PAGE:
5. On Social Security.

There is no question that Social Security faces a long-term financing shortfall. Senator Clinton has argued that 1) we should fix Social Security in the context of returning to fiscal responsibility, 2) that we will need to have a bipartisan process like was done in 1983 to reach an economically and politically viable solution, and 3) that it is not right for Democrats to start asking even upper-middle class families and seniors to consider tough choices on Social Security when most Republicans still are fighting tooth and nail to ensure that we continue providing large tax relief to the most well-off Americans and when little is being done to try to recoup the billions in tax revenue we lose from corporate tax avoidance and offshore tax havens.

What is so objectionable about this position? First, if our nation is not taking steps to increase our projected national savings, then it is hard to say that we are better preparing our country as a whole to deal with the baby boom retirement challenge. Second, history has shown that leadership in creating a bipartisan process is very often what it takes to make significant improvements in the solvency of Social Security and Medicare, as we saw in 1983 and 1997. I do not understand how--in an article where Bob is accusing Senator Clinton of "stridency and inaccuracy"--he can simply assert that "a commission will likely call either for raising the retirement age (that is what the Greenspan's Social Security commission came up with in the 1980s) or increasing the payroll tax on all Americans." How does he know that? And if Bob is so sure, he should also inform (and I guess to be even-handed criticize) Senator Obama, who wrote in his fine book, The Audacity of Hope, that "[t]he problems with the Social Security trust fund are manageable. In 1983, when facing a similar problem, Ronald Reagan and House Speaker Tip O'Neill got together and shaped a bipartisan plan that stabilized the system for the next sixty years. There's no reason we can't do the same today" (p.182). Senator Obama repeated this argument on This Week with George Stephanopoulos on May 13, 2007.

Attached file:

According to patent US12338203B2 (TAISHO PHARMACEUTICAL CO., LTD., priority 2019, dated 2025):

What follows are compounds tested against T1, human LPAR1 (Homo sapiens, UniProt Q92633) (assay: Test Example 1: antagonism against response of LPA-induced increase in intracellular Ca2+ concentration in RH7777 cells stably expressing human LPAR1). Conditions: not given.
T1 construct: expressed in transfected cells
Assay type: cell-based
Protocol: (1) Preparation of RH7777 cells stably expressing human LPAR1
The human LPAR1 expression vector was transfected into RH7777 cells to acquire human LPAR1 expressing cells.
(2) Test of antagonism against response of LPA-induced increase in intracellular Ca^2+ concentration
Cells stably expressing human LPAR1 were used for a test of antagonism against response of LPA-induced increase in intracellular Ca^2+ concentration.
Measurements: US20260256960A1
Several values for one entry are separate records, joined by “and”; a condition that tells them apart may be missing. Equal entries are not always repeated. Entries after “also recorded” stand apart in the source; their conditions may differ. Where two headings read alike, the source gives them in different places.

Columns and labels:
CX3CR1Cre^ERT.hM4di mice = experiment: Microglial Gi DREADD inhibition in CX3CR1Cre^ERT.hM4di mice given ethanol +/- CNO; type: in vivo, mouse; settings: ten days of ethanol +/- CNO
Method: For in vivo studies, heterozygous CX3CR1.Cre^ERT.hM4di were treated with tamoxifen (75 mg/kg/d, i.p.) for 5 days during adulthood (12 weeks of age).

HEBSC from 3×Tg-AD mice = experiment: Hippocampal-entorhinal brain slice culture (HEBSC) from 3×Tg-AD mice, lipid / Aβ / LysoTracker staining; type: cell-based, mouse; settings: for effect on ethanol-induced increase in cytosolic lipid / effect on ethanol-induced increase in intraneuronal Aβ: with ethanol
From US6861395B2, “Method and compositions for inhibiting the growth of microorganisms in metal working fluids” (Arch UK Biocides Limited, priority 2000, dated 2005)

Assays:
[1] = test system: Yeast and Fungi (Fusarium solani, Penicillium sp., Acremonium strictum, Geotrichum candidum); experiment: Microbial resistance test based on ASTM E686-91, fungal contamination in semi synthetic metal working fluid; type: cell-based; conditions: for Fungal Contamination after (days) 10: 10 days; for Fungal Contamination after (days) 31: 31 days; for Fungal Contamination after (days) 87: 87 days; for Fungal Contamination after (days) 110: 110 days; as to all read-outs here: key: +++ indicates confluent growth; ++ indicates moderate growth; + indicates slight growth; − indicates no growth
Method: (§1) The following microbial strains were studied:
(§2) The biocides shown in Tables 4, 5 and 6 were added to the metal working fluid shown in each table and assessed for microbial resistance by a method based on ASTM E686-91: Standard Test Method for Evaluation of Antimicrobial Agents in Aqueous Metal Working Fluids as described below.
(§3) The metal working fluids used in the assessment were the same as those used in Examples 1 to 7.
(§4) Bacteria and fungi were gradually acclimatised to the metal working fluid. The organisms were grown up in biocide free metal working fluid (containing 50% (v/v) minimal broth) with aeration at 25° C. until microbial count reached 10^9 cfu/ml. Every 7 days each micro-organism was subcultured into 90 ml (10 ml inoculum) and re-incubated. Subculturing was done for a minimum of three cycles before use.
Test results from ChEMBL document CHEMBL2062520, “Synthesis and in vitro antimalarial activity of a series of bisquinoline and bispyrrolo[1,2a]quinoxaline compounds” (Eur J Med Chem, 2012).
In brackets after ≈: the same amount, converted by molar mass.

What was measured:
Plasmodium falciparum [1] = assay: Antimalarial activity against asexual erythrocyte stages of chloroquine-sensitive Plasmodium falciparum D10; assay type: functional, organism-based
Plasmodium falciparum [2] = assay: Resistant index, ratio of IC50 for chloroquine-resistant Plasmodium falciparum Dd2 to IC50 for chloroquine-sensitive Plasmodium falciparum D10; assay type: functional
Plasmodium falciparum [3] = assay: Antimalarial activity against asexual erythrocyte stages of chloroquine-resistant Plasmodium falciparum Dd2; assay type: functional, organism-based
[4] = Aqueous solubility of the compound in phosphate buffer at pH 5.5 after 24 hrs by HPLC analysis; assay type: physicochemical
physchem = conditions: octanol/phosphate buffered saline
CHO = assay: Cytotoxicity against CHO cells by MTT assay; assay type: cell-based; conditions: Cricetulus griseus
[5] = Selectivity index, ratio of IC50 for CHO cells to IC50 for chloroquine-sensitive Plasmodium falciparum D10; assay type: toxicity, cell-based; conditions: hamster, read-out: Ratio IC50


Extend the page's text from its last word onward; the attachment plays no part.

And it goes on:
And third, I think it is reasonable to want to ensure that progressive leaders do not bargain against themselves and that we require mutual sacrifice from the most well-off among us before we ask for a contribution from working families and seniors. While Senator Clinton has taken privatization off the table and expressed a strong disagreement with raising retirement age, she has certainly left room for a truly constructive bipartisan solution.

Bob is most upset that Senator Clinton has criticized the proposal that Senator Obama has at times spoken favorably of to entirely eliminate the payroll cap. He even states that "the cap doesn't have to be lifted all that much to keep Social Security solvent - maybe to $115,000." [This statement is so factually incorrect that I will assume it was just a typo. Raising the payroll cap to that level would cover only a modest fraction of the solvency gap.]